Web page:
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Henry Channon

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Sir Henry "Chips" Channon (7 March 1897 – 7 October 1958) was a Conservative politician whose highest office was Parliamentary Private Secretary to the Parliamentary Under-Secretary of State at the Foreign Office.

At the 1935 general election, he was returned as Member of Parliament for Southend. After boundary changes in 1950, he was re-elected for the new Southend West constituency, holding the seat until his death in 1958. His son, Paul Channon, won the consequent Southend West by-election.

Henry Channon, known as "Chips", is best known for his Diaries, covering the years 1934-52. They were edited by Robert Rhodes James and published in 1967. Another political diarist, Alan Clark, greatly admired them.

Under the will of Paul Channon, the remainder of Henry Channon's diaries are to remain unpublished until 2018.[1] Four previously unknown volumes turned up at a Sussex car boot sale in 1991. Those already published were heavily expurgated.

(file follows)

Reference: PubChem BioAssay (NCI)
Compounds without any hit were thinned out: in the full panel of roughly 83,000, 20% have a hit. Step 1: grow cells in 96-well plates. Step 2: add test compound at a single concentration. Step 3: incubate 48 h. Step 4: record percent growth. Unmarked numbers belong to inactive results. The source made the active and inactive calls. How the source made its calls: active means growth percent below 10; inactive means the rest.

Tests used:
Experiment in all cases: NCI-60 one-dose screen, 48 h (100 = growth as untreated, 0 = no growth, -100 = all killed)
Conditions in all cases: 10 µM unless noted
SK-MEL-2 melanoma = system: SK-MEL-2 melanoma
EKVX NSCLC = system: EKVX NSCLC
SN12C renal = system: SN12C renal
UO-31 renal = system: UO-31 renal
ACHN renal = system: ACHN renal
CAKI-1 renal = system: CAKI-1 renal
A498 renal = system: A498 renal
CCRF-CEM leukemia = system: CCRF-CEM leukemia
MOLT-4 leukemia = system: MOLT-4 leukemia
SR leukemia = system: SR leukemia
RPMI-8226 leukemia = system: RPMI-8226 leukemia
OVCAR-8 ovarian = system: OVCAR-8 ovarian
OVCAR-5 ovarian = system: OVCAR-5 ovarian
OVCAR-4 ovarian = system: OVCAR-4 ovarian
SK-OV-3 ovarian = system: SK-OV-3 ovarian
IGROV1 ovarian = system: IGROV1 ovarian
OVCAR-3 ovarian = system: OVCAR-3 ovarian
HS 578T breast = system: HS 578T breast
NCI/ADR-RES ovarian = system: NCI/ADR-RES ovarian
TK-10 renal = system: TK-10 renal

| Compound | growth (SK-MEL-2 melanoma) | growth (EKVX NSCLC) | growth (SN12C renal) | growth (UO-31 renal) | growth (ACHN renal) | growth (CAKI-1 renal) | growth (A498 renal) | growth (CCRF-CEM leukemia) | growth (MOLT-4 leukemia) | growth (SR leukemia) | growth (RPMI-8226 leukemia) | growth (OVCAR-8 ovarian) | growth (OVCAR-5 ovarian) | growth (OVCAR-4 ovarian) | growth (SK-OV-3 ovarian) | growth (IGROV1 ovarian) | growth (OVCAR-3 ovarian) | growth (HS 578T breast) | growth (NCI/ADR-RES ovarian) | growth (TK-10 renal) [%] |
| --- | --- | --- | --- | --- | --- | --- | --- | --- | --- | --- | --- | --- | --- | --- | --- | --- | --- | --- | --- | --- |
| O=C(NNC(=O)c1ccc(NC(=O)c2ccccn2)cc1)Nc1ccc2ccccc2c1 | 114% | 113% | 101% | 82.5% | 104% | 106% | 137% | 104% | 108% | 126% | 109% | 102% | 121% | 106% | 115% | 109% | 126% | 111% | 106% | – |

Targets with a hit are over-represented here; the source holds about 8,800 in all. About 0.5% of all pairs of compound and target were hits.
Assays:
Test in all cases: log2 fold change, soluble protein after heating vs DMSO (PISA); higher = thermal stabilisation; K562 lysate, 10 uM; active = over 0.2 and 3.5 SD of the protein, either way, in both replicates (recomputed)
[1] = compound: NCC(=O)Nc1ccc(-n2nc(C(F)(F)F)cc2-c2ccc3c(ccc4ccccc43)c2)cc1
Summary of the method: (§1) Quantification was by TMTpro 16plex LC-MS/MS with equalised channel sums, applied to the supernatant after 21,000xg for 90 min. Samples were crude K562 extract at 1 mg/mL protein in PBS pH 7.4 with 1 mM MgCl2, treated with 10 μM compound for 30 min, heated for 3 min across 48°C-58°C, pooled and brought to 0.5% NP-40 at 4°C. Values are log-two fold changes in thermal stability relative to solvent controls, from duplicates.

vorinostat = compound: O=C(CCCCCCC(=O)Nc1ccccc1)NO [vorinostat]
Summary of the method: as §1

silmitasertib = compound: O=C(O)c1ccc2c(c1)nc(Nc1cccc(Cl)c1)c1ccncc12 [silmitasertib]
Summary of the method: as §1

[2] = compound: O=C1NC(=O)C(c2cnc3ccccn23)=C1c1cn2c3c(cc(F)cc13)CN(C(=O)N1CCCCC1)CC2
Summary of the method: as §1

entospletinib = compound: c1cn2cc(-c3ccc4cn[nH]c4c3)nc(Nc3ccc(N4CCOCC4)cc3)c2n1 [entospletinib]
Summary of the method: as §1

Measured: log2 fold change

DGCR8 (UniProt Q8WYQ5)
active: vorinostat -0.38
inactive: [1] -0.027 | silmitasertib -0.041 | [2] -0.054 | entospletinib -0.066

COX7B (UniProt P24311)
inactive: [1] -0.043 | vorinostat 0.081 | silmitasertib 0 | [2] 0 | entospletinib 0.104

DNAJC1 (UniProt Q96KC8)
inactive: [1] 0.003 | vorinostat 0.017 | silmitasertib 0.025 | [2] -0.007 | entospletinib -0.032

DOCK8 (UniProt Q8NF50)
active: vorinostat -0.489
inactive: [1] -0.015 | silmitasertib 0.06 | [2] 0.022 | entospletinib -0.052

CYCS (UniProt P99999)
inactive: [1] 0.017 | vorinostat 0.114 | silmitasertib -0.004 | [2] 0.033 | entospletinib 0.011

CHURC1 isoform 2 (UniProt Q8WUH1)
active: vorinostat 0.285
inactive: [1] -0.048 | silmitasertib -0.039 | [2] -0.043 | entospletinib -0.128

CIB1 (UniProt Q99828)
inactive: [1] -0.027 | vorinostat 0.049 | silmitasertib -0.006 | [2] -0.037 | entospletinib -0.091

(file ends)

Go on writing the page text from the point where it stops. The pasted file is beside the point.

Channon married brewing heiress Lady Honor Guinness, eldest daughter of the 2nd Earl of Iveagh. In later life his partner was the landscape designer Peter Coates. He also had an affair[2] with the dramatist Terence Rattigan whom he financially supported.

Henry Channon's son Paul Channon, also became a Conservative politician, and was granted a life peerage as Baron Kelvedon of Ongar. Rattigan dedicated his play The Winslow Boy to Paul Channon.

Sources Edit

  • Chips: The Diaries of Sir Henry Channon, ed. Robert Rhodes James (London: Weidenfeld and Nicolson, 1967)


  1. Daily Telegraph, Lord Kelvedon obituary, 30 Jan 2007
  2. The deep, dark spirit of Rattigan, Evening Standard, 1 Feb 2005

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